Charm, gumption and a Yippee-ki-yay motherf*cker vaulted Die Hard into everyone’s favorite Christmas classics list. Crackerjack, by contrast, will do the opposite.

Die Hard on a mountain, this Canadian cheapie also has German baddies, and Christopher Plummer subbing Zs for Th’s as a Teutonic villain who favors starch collars and ugly racial politics as he takes a bunch of partiers hostage.

Luckily, a besotted Chicago cop (Thomas Ian Griffith of Karate Kid III fame) on vacation with his sister and bro-in-law is there to intercede, but not without a few J&B whiskey product placements and sound stage sullen set pieces along the way.

Crackerjack is bloody hilarious.

Its McClane is wound so tightly he punches out the organizer of his surprise party, and because this is knuckle-head action territory, he’s also been suspended from the force because he doesn’t see eye to bloodshot eye with the chief. And despite being able to knock back enough spirits to best Charles Bukowski, he’s still savvy and tough-as-nails enough to go toe-to-toe with his ruthless adversaries.

Genre fans will get a kick out of the Serpico nods, a Fredo-lite lifted right out of The Godfather and mise en scènes adorned with art depicting non-existent Chicago bluesmen, ’cause, you know…This is one Chicago cop who’s got the blues.

Crackerjack 3, the film’s equally hilarious (though unrelated) sequel, was a Koreatown DVD pick up by the authors of this site. In that one, Cold War spies reunite to take out a baddie threatening to lay waste to a German UN building. And its denouement reveals some subterfuge involving garden gnomes (!).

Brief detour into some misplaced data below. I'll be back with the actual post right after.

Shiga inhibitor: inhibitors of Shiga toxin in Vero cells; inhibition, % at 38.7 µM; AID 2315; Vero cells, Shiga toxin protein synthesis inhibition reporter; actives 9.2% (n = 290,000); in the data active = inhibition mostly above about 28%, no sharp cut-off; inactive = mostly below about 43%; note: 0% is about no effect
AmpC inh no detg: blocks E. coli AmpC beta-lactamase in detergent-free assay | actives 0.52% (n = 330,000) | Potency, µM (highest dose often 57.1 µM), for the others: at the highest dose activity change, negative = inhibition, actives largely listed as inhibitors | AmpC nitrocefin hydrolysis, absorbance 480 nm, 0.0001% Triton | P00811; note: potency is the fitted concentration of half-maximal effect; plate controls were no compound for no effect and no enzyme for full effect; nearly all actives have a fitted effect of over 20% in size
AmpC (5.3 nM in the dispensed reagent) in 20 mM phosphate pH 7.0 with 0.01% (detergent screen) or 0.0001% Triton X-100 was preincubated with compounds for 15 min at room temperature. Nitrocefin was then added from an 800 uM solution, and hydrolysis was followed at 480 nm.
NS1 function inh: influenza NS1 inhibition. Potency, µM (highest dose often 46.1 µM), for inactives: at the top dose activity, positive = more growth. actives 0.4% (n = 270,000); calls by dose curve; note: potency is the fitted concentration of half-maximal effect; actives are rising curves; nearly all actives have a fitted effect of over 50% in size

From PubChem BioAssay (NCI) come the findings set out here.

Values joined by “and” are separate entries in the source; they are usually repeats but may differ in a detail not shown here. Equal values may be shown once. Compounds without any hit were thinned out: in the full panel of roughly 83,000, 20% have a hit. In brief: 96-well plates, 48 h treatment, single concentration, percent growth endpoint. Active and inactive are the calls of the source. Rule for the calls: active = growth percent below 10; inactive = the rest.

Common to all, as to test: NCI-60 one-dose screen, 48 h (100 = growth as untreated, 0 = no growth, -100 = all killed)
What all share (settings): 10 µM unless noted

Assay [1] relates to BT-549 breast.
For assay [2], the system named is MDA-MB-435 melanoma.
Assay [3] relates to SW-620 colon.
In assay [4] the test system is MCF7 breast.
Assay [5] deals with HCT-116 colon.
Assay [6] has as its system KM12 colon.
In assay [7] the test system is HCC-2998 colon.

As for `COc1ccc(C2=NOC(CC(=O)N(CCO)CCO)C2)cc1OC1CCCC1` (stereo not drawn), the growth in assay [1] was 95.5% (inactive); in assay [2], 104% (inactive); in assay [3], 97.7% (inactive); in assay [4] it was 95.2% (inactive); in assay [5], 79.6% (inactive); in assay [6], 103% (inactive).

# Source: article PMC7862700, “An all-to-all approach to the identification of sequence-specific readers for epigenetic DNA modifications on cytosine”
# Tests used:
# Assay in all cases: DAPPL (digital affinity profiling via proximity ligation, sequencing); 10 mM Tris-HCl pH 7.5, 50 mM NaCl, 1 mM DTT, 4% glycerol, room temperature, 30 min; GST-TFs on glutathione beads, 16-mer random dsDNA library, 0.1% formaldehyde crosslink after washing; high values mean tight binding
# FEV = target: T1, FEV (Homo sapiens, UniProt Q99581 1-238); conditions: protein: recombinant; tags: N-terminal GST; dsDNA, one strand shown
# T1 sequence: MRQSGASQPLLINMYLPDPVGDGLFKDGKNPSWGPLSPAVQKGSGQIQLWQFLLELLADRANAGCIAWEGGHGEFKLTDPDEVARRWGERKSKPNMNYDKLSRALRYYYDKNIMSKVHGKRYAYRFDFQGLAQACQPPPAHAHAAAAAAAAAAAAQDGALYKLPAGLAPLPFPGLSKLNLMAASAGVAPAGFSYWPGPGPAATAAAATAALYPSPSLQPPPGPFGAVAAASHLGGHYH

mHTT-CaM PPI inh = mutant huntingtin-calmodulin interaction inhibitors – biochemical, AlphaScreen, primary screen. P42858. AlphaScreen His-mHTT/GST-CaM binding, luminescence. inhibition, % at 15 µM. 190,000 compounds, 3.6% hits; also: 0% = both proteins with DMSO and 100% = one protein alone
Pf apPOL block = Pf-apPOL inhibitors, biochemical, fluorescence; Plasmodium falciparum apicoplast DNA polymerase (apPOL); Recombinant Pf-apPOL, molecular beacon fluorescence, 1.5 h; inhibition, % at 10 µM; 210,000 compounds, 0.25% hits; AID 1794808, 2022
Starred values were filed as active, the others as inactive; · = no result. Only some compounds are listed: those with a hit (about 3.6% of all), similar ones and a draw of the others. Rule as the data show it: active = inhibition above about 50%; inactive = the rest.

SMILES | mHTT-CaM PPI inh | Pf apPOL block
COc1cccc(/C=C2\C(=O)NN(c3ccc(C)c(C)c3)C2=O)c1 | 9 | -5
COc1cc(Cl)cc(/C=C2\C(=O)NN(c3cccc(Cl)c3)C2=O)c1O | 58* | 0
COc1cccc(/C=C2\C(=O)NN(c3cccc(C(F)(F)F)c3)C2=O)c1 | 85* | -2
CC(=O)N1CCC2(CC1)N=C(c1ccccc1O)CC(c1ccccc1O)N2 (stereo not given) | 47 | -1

This one is a worthy series entry, with cable cars descending when they should be ascending, bizarre geographical blunders of bikinis and beach babes not normally present at such altitudes, and Nastassja Kinski as a deer-in-headlights love interest.

** (out of 5)

[Check out our Crackerjack discussion on the Really Awful Movies Podcast]

Man’s Best Friend

The animal attack film is the most enduring horror sub-genre, as straight-ahead slashers fall and and out of fancy. Man’s Best Friend is an overlooked 90s entry, in a time when even natural horrors looked like they were losing steam.

Put out by New Line Cinema, “the house that Freddy built,” this one is a nightmare of another sort: a Fido lab creation run amok after escaping a research facility.

Ally Sheedy is ingénue-journalist Lori Tanner who gets an inside scoop from an employee of top-secret lab, EMAX. The tipster turns up dead, so Lori along with her producer gain access to the facility and unearth nefarious animal experiments. Lori bonds with the title character, a hulking Tibetan mastiff with anthropomorphic quasi-human eyebrows, named Max, whom she lets out of his cage and lets live with her.

We get a taste of the creature’s capacity for blood-lust when it tracks down a mugger, leaping over shopper carts with Westminster Dog Show abandon. Lassie, this ain’t, and soon the beast is ravaging even humans who don’t deserve, like the poor local postie, as well as Lori’s live-in beau.

Researcher Dr. Jarrett (the perma-scowling Lance Henriksen) lets cops know that a notable lab animal is missing. Jarrett is the founder of EMAX and the creator of this particular pooch, which has bear, tiger and even chameleon DNA spliced into its genetic makeup. It’s Max’s genetic mods which provide the film’s darkest moments of pure hilarity (a large tree is no match for Max, who morphs into verticality mode to torment and then make a meal of, another local pet and yes, Max can camouflage himself).

As audacious and ridiculous as any of its beastly brethren, Man’s Best Friend holds up exceedingly well against some hoary (or is that hairy?) 70s animal attack flicks, like Grizzly or Day of the Animals.

***1/2 (out of 5)

[Listen to our discussion of Man’s Best Friend on the Really Awful Movies Podcast!]